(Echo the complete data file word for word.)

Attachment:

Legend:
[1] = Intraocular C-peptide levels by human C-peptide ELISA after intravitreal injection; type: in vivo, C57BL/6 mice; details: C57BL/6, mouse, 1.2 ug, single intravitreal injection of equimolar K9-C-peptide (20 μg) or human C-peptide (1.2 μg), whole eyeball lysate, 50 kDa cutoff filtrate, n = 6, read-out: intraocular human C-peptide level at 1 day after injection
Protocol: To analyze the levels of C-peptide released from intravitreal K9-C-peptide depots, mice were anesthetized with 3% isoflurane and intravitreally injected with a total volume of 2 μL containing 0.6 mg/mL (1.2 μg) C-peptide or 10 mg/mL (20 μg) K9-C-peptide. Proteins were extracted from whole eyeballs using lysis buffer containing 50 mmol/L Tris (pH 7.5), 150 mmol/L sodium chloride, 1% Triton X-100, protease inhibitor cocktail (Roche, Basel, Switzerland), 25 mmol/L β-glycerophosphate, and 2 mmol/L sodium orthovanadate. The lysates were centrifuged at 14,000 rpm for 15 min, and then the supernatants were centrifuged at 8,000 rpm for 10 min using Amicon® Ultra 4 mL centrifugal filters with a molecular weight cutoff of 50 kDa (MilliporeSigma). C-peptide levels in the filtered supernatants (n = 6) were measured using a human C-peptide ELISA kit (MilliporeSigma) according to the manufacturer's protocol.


Legend:
[1] = Intraocular C-peptide levels by human C-peptide ELISA after intravitreal injection; type: in vivo, C57BL/6 mice; details: C57BL/6, mouse, 1.2 ug, single intravitreal injection of equimolar K9-C-peptide (20 μg) or human C-peptide (1.2 μg), whole eyeball lysate, 50 kDa cutoff filtrate, n = 6, read-out: intraocular human C-peptide level at 1 day after injection
Protocol: To analyze the levels of C-peptide released from intravitreal K9-C-peptide depots, mice were anesthetized with 3% isoflurane and intravitreally injected with a total volume of 2 μL containing 0.6 mg/mL (1.2 μg) C-peptide or 10 mg/mL (20 μg) K9-C-peptide. Proteins were extracted from whole eyeballs using lysis buffer containing 50 mmol/L Tris (pH 7.5), 150 mmol/L sodium chloride, 1% Triton X-100, protease inhibitor cocktail (Roche, Basel, Switzerland), 25 mmol/L β-glycerophosphate, and 2 mmol/L sodium orthovanadate. The lysates were centrifuged at 14,000 rpm for 15 min, and then the supernatants were centrifuged at 8,000 rpm for 10 min using Amicon® Ultra 4 mL centrifugal filters with a molecular weight cutoff of 50 kDa (MilliporeSigma). C-peptide levels in the filtered supernatants (n = 6) were measured using a human C-peptide ELISA kit (MilliporeSigma) according to the manufacturer's protocol.